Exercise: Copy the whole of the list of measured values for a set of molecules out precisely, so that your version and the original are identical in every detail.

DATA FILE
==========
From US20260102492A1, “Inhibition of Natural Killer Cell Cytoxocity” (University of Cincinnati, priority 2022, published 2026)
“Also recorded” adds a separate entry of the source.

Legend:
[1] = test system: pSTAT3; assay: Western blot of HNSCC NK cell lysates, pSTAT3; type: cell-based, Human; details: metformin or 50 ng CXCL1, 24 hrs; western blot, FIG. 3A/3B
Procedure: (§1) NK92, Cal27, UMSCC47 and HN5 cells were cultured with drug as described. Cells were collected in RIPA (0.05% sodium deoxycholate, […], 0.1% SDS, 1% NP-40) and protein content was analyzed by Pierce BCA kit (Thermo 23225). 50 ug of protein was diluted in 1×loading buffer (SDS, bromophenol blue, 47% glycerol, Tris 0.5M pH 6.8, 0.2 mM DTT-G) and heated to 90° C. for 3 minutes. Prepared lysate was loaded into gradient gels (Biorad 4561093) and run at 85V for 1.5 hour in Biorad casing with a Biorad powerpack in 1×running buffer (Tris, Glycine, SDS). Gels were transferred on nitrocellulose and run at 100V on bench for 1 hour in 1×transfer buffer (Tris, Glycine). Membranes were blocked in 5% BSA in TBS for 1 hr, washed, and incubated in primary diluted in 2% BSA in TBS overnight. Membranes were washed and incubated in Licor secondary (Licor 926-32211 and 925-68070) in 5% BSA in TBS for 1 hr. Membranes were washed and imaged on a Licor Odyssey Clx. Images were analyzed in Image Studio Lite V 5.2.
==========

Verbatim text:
From US20260102492A1, “Inhibition of Natural Killer Cell Cytoxocity” (University of Cincinnati, priority 2022, published 2026)
“Also recorded” adds a separate entry of the source.

Legend:
[1] = test system: pSTAT3; assay: Western blot of HNSCC NK cell lysates, pSTAT3; type: cell-based, Human; details: metformin or 50 ng CXCL1, 24 hrs; western blot, FIG. 3A/3B
Procedure: (§1) NK92, Cal27, UMSCC47 and HN5 cells were cultured with drug as described. Cells were collected in RIPA (0.05% sodium deoxycholate, […], 0.1% SDS, 1% NP-40) and protein content was analyzed by Pierce BCA kit (Thermo 23225). 50 ug of protein was diluted in 1×loading buffer (SDS, bromophenol blue, 47% glycerol, Tris 0.5M pH 6.8, 0.2 mM DTT-G) and heated to 90° C. for 3 minutes. Prepared lysate was loaded into gradient gels (Biorad 4561093) and run at 85V for 1.5 hour in Biorad casing with a Biorad powerpack in 1×running buffer (Tris, Glycine, SDS). Gels were transferred on nitrocellulose and run at 100V on bench for 1 hour in 1×transfer buffer (Tris, Glycine). Membranes were blocked in 5% BSA in TBS for 1 hr, washed, and incubated in primary diluted in 2% BSA in TBS overnight. Membranes were washed and incubated in Licor secondary (Licor 926-32211 and 925-68070) in 5% BSA in TBS for 1 hr. Membranes were washed and imaged on a Licor Odyssey Clx. Images were analyzed in Image Studio Lite V 5.2.